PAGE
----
Brushless motors tend to be more expensive due to the added cost of the use of permanent magnets, the communicator and electronics required to manage the system properly. Including these components is effectively the beginning of building a computer inside the device and therefore drives costs up. This often makes them better suited to companies with a wide range of applications and those who can invest fully in these motors. As the cost of controllers and electronics continues to decline, it brings the brushless motor within reach of more applications.
Brushed motors are proven to be effective and have been used for many years. They can be applied to many applications, depending on the functionality and specifications required. The brushed motor functionality works on the same principles as brushless e.g., attraction/repulsion between coils and permanent magnets, making them ideal for applications where only one direction of rotation is needed, and the speed or torque doesn't need to be controlled. A brushed DC motor is not recommended for applications where reduced noise is needed, or those that carry a higher risk of ignition.
The overall cost of a brushed motor will come in lower than a brushless motor as it lacks the sophisticated electronics of a brushless, however brushed motor technology has a long history and manufacturing costs are typically lower.
The SRM motor is not a new player in the market having existed for some time, however it is not widely used. This cost-effective option carries an improvement in efficiency compared to an induction motor and is most suited to stationary or non-mobility applications such as HVAC. It is a reliable choice and does not contain magnets.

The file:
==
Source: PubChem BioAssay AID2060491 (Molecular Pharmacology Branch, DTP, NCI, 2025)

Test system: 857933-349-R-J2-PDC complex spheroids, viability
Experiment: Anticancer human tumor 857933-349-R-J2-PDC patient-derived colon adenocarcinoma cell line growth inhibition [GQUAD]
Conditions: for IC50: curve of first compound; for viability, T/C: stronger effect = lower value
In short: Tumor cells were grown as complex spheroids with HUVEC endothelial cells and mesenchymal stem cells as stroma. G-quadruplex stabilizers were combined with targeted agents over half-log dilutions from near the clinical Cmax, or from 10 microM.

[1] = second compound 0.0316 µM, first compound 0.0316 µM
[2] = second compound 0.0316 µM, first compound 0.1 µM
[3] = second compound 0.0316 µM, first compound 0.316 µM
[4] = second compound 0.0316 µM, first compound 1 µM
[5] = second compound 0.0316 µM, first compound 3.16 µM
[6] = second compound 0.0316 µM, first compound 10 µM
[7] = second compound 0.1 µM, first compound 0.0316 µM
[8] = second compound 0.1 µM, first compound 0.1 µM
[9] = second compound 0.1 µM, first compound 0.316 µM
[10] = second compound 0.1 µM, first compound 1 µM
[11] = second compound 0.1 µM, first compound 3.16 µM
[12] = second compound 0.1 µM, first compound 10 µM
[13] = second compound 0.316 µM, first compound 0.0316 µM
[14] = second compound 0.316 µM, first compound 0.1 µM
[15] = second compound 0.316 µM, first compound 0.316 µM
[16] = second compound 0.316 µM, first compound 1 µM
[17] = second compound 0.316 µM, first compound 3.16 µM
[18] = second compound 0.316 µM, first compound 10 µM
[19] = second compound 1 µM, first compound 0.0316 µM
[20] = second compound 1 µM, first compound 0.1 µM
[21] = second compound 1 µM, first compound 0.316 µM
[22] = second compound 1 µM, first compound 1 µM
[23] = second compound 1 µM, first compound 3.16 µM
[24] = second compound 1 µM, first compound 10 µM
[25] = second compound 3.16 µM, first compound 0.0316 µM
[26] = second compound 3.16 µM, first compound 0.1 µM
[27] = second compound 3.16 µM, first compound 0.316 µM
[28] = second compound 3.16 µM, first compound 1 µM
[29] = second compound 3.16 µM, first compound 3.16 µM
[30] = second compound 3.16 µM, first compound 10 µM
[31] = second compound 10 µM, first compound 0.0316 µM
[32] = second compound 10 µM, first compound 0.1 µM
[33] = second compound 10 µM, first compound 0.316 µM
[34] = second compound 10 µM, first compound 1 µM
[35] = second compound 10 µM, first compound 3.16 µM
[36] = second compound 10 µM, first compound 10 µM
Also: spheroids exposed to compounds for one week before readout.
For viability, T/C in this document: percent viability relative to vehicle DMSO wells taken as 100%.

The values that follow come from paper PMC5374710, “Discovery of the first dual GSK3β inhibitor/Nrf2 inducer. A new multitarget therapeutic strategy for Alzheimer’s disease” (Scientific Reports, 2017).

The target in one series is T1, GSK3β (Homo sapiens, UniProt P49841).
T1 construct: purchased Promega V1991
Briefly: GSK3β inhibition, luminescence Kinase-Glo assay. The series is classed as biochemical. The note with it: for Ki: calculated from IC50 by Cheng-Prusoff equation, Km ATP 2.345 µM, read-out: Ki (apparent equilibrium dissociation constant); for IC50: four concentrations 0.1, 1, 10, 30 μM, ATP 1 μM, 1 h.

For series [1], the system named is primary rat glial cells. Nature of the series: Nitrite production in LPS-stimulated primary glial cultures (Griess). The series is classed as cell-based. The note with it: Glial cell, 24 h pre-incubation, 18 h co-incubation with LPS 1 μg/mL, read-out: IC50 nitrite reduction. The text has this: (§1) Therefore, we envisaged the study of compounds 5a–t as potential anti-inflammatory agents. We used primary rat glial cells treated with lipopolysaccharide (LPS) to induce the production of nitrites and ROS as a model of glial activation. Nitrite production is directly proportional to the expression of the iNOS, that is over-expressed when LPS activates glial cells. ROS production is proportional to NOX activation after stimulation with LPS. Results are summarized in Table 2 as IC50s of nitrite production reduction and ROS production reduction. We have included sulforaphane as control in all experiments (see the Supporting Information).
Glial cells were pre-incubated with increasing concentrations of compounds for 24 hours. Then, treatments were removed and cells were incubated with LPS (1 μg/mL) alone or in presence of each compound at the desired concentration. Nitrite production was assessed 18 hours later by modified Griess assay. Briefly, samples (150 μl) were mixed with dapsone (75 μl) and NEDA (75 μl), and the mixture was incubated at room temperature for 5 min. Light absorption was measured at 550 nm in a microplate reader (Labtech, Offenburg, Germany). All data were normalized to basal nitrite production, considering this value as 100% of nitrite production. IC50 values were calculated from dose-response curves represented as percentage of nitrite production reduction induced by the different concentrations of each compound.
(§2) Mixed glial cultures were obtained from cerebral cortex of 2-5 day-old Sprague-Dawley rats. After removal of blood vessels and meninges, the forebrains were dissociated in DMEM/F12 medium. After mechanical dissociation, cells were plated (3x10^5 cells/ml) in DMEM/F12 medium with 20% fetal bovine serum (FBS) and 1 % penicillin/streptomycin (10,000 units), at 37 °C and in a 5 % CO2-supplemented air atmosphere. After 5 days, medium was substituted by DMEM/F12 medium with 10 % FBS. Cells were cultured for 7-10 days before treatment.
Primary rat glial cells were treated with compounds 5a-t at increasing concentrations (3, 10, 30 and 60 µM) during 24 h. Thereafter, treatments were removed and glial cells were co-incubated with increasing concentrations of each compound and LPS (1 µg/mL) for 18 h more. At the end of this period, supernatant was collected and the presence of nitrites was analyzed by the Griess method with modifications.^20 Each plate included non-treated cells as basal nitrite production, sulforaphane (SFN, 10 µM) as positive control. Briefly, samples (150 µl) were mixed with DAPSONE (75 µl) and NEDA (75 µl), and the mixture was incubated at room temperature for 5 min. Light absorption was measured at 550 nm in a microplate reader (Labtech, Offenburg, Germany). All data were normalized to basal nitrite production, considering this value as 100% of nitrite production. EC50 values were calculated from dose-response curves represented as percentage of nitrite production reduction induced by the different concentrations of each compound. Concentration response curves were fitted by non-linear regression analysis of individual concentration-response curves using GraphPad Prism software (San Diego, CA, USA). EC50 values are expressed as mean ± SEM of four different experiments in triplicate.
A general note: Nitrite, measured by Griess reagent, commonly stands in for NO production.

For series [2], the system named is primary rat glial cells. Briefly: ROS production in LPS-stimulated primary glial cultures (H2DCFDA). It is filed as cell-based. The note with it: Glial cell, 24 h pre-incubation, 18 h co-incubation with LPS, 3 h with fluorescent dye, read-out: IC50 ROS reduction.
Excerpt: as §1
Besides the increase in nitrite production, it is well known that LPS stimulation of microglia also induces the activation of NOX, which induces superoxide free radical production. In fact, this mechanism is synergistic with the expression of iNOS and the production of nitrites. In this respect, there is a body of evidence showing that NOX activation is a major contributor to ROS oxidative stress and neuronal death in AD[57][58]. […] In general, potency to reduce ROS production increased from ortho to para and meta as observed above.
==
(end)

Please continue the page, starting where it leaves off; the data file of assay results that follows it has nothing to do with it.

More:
The main drawbacks of this motor are increased noise and vibration, which can be problematic for many applications. There are also drawbacks around controllability and power density is not comparable to a PMSM.
Engineers have historically looked at innovative ways to change the drive system game, by looking at how to reduce costs, make a more efficient and reliable system, and fine tuning them by adding or removing componentry.
An efficient system overall, the Direct Drive can be ideal for many applications. It maximises speed and efficiency, is quiet, and it proves to be a reliable system which has paved the way for the innovative drive systems used today.
Direct drives offer a host of benefits. Due to the lack of parts and components, simplicity is a key advantage, along with reduced risk of parts failure. Compact, frameless designs coupled with dynamic acceleration and exceptional power density, mean the motors can be applied to many different applications.
Read more about Direct Drive motors here>>
The transmission drive system consists of a driving machine (the motor) and a driven machine (machine system). The motor itself can be constant or variable RPM, with the machine system requirements differing depending on the application.
Transmission drive systems are effective when there are multiple different speeds of rotation in a machine an application needs to focus on to achieve its desired goal. Transmissions can be mechanical, electric, hydraulic, or pneumatic, meaning they can be used in multiple types of applications. Some sort of clutch is needed for functional or safety reasons.
Transmission drives are ideal when needing different speeds of rotation of the machine in your applications. Constant transmission drive systems may include gearboxes, chains and/or belts, which can be more costly, but may be needed to achieve the required performance of your application and to add value to your end user. Space constraints in an application might require a space-saving transmission drive - which can also incur higher costs.
In this brief overview we have covered how costs can vary depending on the type of technology in question, along with the choice of drive system. Choosing the right motor for your application is the first step, working within your budget, deciding how many drive systems you require, along with your application's specific requirements, will help to determine which option is best suited to your needs.